Friday, May 04, 2007

Men, Mice, And Cheese

Often in life, there comes a time when a man is expected to stand up and be counted. To prove he is a man and not a mouse, to show some backbone, some steel in his character, and what not. It is true that most men run away from such moments with their tails firmly tucked between their legs. But, every once in a while, one man decides to stand up and bare his teeth in a fierce response to the challenge. Such men are rare, and the act of standing up usually creates legends. Indeed, a man who stands up to be counted usually inspires others around him to do the same. They draw from his courage to feed their own, and thereby he creates a chain reaction. Such men are to be found in times of great adversity for their people, and they usually lead their nations to greatness.


Sadly, we are lacking such men in Nigeria. This is not to say that there are not those among us who display remarkable courage and moral fibre in the snake pit we call our political class. Senate President Ken Nnamani is such a man. During the Third Term brouhaha, Sen. Nnamani displayed courage in ensuring the entire constitutional amendment process was transparent. Those who sought to perpetrate crimes against the Nigerian people under the cover of darkness suddenly found powerful light shone upon their criminal activities. Repeatedly, they pleaded with the Senate President to switch off the light and allow them continue, and he repeatedly reminded them that he had no such power – the Nigerian people wanted to see what was going on, and by God, he was going to make sure they did. With no place to hide, the third term advocates failed woefully to extend Baba's tenure. Naturally, Baba never forgave Nnamani for thwarting him, and resolved to embarrass him should he decide to seek re-election. Nnamani avoided that trap with great skill – he simply declared that he had no intention of running again, thereby denying Baba his pound of flesh.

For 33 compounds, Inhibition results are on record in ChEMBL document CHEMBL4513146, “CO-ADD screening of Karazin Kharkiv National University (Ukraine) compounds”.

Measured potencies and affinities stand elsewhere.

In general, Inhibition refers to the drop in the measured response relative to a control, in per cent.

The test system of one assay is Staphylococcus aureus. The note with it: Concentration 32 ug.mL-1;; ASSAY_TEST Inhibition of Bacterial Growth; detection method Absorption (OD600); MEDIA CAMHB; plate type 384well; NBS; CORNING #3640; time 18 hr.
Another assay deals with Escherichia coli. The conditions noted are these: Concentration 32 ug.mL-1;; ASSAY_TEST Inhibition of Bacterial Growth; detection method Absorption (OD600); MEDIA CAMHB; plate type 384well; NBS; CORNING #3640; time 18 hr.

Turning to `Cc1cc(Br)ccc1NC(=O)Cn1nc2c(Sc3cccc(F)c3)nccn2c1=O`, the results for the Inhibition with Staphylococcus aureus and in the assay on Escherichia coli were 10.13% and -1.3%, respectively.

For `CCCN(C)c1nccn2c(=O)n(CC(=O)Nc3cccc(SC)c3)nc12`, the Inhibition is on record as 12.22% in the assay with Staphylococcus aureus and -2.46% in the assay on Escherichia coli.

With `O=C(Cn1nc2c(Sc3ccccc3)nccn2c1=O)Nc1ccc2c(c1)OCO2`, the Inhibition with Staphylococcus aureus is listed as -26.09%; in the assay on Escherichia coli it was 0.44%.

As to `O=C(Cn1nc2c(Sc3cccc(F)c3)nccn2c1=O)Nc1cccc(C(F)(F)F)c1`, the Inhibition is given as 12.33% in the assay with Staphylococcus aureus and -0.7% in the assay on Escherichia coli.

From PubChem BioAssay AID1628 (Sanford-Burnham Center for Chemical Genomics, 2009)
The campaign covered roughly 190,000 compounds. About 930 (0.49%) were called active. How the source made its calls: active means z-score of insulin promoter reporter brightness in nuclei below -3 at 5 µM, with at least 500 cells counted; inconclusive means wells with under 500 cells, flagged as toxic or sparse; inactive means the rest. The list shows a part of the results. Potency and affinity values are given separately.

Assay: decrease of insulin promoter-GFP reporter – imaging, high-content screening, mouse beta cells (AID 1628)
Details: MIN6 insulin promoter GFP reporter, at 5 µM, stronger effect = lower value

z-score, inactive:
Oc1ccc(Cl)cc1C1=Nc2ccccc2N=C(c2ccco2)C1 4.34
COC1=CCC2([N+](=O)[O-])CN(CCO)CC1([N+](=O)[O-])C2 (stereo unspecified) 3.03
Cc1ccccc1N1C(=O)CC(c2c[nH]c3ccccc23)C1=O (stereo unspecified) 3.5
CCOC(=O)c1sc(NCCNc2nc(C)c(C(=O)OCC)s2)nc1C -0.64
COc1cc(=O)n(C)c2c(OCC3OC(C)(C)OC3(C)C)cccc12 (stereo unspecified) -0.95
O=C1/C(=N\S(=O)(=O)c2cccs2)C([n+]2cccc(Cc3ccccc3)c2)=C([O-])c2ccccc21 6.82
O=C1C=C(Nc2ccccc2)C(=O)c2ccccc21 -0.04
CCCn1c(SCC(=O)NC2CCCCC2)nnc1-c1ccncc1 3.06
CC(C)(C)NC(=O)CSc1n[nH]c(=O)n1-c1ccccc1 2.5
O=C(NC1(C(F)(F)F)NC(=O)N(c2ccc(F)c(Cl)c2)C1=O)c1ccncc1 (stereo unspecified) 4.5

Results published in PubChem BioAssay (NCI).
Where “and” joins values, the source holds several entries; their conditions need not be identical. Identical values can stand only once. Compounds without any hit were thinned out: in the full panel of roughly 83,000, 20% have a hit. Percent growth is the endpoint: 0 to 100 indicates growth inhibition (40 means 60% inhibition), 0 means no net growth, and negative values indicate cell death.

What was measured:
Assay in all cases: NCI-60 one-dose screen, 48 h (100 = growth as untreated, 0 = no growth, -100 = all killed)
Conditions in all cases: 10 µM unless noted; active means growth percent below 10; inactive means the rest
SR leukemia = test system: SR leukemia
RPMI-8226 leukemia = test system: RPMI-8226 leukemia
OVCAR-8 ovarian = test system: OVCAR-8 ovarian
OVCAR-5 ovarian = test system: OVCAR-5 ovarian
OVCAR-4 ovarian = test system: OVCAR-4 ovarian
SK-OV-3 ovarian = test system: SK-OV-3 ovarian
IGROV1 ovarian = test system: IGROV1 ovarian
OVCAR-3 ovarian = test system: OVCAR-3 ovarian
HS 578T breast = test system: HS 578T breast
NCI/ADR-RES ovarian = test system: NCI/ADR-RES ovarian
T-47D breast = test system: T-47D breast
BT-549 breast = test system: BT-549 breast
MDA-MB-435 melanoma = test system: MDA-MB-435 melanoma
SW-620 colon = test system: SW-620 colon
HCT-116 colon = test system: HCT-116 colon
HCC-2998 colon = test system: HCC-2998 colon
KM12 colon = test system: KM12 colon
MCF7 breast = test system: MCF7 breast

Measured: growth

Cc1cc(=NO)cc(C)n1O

During the last vote allocation exercise laughably called an election, Nnamani again showed he was on the side of the masses by speaking out against the conduct of the elections, and Baba's henchmen were quick to hurl insults at him for doing so. When Baba sought to extend the emergency rule in Ekiti State, Nnamani immediately reconvened the Senate and blocked that plan. Incandescent with rage, Baba's people began accusing Nnamani of treason. Treason! For doing his constitutional job. Nnamani has taken all this with admirable equanimity. A lesser man would have been quick to exchange words with Squealers like Frank Nweke Jr. Nnamani rather chose the higher path, and Baba's boys are still wondering how to deal with him.


Nnamani has been a true hero of Nigeria's modern history.


Prior to Nnamani, during the 1993 Elections, Henry Nwosu, then Chairman of the National Electoral Commission, also showed his heroic credentials. When he was ordered to stop releasing the results of the Presidential Elections by Maradona, he refused, and continued releasing results until his office was sealed off by soldiers. But for his bravery, M.K.O Abiola would not have known that he won the elections, and he would have had no basis for the fight for his mandate which would eventually cost him his life.